The History of Phonics Instruction:
Prior to the eighteen hundreds, English language instruction had always been traditionally taught via phonics. However, during the mid-eighteen hundreds the Prussian method of reading instruction, known as Whole Language instruction, overtook phonetic instruction in popularity and became the primary way that language was instructed in the west until the 1950s. Whole Language instruction is based on the idea that students learn phonetics naturally and do not need to be explicitly taught decoding skills. Moreover, Whole Language is based on the idea that learning how to read is a natural process.
During the 1950s there began to be an increasing body of evidence that phonetic instruction might be a superior form of language instruction. By the 1990s this appeared to be a settled debate, as most teachers once again began to teach reading in the formative years of students’ education with phonics. “The International Reading Association’s position paper (1998) on the role of phonics in reading instruction summed it up this way: “Rather than engage in debates about whether phonics should or should not be taught, effective teachers of reading and writing ask when, how, how much, and under what circumstances phonics should be taught.” (Starret, 2006).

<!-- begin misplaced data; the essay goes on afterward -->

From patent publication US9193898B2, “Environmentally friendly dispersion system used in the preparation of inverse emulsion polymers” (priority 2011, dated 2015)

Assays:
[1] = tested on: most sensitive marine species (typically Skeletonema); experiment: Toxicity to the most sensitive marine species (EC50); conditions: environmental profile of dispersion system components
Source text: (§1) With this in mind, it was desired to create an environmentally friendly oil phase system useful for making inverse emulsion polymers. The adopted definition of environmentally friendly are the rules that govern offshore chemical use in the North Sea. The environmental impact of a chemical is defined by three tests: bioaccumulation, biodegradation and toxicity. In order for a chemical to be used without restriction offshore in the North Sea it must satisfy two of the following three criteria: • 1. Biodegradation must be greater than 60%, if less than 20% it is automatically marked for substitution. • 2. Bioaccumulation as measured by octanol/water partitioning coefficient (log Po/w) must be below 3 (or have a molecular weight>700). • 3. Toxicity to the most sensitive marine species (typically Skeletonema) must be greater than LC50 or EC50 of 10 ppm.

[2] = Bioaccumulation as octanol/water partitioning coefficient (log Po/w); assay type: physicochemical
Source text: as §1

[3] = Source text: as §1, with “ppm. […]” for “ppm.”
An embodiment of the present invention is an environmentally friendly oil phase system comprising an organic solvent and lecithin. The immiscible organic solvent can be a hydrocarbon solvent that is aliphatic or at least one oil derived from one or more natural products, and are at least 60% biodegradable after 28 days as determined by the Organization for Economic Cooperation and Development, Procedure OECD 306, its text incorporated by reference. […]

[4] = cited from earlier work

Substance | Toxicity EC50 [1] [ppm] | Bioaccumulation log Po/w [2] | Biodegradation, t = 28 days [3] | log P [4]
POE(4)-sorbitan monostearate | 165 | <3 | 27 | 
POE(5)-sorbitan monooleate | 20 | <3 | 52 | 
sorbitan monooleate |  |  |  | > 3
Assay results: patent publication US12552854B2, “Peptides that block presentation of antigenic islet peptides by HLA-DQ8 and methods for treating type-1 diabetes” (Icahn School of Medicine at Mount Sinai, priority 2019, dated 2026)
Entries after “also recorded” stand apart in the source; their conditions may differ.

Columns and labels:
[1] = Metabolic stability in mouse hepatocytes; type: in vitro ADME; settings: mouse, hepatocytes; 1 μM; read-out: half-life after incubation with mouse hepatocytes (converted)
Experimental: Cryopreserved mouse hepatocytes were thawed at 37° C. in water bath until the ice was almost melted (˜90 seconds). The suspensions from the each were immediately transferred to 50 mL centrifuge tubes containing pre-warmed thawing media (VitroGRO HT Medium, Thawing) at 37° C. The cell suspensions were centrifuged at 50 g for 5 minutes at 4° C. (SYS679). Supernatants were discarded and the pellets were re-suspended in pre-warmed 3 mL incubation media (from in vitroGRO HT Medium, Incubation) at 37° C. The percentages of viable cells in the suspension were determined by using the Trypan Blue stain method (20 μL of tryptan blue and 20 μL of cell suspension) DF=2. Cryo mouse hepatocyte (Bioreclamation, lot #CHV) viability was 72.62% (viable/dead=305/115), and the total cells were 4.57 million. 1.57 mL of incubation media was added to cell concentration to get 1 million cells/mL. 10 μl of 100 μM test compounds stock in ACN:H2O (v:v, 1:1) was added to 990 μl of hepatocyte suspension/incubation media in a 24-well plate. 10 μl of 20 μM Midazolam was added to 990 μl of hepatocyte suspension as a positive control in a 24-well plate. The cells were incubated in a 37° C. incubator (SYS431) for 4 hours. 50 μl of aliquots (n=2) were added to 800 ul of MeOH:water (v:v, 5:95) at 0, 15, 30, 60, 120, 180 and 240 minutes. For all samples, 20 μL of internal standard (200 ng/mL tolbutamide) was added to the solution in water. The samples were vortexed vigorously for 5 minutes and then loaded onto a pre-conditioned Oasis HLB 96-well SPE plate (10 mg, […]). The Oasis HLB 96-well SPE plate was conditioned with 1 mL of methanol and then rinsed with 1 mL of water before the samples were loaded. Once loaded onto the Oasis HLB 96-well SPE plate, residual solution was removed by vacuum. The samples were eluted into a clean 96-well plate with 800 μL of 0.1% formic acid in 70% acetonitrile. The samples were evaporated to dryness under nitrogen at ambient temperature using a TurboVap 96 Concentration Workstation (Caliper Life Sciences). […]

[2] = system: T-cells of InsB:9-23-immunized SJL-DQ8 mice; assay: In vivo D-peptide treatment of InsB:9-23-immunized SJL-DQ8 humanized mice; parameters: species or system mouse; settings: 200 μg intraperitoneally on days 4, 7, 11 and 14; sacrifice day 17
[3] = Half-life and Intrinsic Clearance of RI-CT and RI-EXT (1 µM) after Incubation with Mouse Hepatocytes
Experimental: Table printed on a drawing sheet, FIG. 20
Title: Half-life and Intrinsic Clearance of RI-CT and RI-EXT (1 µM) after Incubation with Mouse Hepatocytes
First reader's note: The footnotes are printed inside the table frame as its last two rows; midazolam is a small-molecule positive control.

However, likely to the surprise of Starret, as postmodern education approaches such as inquiry-based learning grew in popularity, so did resentment towards the phonetic approach. This new wave of teaching philosophy saw explicit or direct instruction methods, as naturally authoritarian, similar to textbook work, homework, and rote memorization. This led to the rise in popularity of Fountas and Pinnell who popularized the idea of implicit instruction or guided reading, as the most important pedagogical concept for reading instruction. In many ways, this new movement of education was a reactionary movement, against more traditional and authoritarian teaching methods, from the past.
The Rise of Balanced Literacy:
With the rise of implicit reading instruction, also came a new concept referred to as Balanced Literacy. Balanced Literacy advocates sought to end the reading wars debate, by combining what they saw as the best of both strategies. While as the name suggests part of the approach is focused on dividing literacy instruction into multiple types and devoting attention to each type: reading fluency, reading comprehension, phonics, and writing. However, Balanced Literacy advocates, like Fountas and Pinnell wanted to avoid the direct instruction methods of the past for phonetic instruction, this led to the idea of teaching phonetics, unsystematically. (Education Weekly, 2019).
Under the Balanced Literacy Approach to phonics, teachers are not supposed to directly teach phonics, but rather use it as a specific intervention for students that are struggling. For example, when a student is struggling with a word a Balanced Literacy teacher would help them sound it out, but would not explicitly teach lessons on phonics. Balanced literacy advocates believe that phonetic instruction should be limited to single letter sounds and not contain any blends (Ibid).